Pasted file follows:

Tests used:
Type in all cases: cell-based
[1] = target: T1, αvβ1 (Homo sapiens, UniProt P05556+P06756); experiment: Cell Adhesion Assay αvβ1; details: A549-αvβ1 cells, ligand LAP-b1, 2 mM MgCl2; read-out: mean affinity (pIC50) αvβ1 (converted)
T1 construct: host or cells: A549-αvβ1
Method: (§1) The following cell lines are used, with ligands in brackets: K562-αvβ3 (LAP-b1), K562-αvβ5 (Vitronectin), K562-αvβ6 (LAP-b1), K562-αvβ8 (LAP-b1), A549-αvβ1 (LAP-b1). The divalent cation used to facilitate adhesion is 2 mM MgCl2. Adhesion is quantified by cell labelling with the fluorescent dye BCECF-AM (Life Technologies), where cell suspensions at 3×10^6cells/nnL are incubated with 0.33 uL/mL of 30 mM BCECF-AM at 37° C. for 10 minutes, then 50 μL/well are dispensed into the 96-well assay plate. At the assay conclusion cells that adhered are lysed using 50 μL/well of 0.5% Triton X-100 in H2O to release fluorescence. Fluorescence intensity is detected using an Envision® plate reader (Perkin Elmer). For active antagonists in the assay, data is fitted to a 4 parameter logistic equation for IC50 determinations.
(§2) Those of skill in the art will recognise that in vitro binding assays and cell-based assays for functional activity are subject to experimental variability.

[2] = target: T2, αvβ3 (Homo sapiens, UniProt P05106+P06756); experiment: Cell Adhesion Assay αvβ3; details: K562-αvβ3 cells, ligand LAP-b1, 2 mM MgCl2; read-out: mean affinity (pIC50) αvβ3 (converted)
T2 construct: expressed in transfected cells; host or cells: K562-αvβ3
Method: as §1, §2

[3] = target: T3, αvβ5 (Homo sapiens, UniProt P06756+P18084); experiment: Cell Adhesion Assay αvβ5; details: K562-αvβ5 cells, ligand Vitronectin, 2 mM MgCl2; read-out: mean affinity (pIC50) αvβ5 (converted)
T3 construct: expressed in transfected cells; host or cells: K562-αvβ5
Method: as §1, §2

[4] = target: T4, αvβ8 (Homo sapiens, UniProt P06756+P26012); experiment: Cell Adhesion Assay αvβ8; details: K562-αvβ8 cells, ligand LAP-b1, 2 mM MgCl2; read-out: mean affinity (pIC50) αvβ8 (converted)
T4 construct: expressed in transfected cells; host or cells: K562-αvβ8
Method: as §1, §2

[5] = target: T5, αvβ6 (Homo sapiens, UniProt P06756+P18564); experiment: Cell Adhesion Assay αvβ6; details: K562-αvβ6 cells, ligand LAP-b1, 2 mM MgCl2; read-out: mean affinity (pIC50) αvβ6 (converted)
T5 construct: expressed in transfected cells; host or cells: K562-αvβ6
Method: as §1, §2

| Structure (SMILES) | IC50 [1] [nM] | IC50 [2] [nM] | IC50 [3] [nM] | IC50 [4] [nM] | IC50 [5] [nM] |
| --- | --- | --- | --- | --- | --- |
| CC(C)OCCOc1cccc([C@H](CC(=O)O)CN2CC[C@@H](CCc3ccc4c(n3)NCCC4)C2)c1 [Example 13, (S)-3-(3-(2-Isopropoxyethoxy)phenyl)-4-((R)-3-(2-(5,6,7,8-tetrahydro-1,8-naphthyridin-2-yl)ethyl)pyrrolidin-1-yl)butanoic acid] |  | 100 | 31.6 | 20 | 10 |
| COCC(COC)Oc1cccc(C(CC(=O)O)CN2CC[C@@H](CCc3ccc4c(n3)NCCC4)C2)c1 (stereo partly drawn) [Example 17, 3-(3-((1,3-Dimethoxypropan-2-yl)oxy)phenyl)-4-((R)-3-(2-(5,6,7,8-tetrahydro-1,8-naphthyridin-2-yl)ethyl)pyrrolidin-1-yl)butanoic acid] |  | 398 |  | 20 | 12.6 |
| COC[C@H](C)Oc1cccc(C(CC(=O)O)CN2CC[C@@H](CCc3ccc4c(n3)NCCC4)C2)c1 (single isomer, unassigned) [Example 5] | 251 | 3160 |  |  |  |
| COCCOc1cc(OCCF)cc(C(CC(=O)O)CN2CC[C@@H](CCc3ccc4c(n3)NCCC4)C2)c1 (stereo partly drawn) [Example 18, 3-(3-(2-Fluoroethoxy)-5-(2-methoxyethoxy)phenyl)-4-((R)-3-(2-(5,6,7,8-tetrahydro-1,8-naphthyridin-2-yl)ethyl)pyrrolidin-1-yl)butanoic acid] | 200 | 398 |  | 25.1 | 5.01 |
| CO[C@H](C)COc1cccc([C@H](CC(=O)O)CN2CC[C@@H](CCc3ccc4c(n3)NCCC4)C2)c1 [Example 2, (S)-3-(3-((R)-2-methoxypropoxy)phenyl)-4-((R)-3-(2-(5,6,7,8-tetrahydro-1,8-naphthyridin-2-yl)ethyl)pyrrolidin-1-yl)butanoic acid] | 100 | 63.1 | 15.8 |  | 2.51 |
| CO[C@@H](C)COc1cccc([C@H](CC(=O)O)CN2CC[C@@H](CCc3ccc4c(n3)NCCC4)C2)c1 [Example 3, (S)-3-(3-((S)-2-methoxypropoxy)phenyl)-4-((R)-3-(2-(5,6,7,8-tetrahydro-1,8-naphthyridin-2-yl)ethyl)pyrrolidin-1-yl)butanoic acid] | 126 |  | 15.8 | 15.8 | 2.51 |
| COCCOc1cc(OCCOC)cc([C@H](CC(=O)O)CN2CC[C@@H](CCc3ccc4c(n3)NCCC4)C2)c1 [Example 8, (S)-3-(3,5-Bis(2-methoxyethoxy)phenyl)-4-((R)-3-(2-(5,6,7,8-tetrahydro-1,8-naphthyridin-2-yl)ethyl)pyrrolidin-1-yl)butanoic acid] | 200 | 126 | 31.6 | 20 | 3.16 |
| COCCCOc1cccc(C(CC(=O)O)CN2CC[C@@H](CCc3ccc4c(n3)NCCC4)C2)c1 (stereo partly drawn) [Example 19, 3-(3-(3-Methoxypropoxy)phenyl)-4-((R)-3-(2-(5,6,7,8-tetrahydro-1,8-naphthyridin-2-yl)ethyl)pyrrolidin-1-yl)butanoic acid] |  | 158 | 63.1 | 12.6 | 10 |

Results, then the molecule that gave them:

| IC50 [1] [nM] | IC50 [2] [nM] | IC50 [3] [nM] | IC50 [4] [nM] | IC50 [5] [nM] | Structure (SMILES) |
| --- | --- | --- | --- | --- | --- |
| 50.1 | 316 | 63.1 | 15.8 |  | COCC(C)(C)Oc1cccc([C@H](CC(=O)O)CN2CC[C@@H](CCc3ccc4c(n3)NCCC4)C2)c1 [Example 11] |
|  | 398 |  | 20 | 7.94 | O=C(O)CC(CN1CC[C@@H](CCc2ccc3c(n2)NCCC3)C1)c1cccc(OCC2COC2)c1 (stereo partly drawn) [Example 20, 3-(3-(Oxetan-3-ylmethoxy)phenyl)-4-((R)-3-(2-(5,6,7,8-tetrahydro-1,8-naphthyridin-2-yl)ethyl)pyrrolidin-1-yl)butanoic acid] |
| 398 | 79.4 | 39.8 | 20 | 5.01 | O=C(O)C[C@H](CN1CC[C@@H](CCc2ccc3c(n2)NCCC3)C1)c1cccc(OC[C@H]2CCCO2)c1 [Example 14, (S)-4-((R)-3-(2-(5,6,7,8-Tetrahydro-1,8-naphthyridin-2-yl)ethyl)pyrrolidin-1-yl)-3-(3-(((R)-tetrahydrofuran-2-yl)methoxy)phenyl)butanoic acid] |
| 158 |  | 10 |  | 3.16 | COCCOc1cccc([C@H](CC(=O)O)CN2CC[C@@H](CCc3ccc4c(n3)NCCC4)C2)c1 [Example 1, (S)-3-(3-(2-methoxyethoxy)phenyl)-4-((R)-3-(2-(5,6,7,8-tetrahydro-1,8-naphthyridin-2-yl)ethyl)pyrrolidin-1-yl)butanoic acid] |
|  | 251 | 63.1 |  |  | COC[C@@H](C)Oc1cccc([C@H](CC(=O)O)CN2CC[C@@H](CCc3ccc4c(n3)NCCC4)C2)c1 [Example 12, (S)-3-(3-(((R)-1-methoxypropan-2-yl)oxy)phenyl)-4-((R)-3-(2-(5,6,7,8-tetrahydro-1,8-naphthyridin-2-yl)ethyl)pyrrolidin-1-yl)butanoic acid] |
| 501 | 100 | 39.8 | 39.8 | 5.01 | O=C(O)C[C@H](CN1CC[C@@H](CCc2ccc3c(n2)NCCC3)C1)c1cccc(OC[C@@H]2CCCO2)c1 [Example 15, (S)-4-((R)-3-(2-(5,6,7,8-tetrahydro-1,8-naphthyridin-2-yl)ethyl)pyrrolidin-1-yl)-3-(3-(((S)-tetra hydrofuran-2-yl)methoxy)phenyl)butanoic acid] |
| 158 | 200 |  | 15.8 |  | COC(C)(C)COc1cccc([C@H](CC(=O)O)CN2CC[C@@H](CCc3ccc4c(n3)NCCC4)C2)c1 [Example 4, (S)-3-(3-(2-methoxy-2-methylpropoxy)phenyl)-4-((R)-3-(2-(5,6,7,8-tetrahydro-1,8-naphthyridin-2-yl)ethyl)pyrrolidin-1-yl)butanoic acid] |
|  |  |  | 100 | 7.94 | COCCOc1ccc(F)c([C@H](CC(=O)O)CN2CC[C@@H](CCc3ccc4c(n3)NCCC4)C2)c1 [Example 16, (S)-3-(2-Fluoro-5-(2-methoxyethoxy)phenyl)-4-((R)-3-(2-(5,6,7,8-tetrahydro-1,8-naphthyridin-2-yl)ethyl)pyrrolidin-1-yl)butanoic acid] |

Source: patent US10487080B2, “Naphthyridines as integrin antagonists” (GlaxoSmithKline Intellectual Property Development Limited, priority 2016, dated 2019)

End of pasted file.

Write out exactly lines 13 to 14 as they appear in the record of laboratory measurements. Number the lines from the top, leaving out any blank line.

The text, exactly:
[4] = target: T4, αvβ8 (Homo sapiens, UniProt P06756+P26012); experiment: Cell Adhesion Assay αvβ8; details: K562-αvβ8 cells, ligand LAP-b1, 2 mM MgCl2; read-out: mean affinity (pIC50) αvβ8 (converted)
T4 construct: expressed in transfected cells; host or cells: K562-αvβ8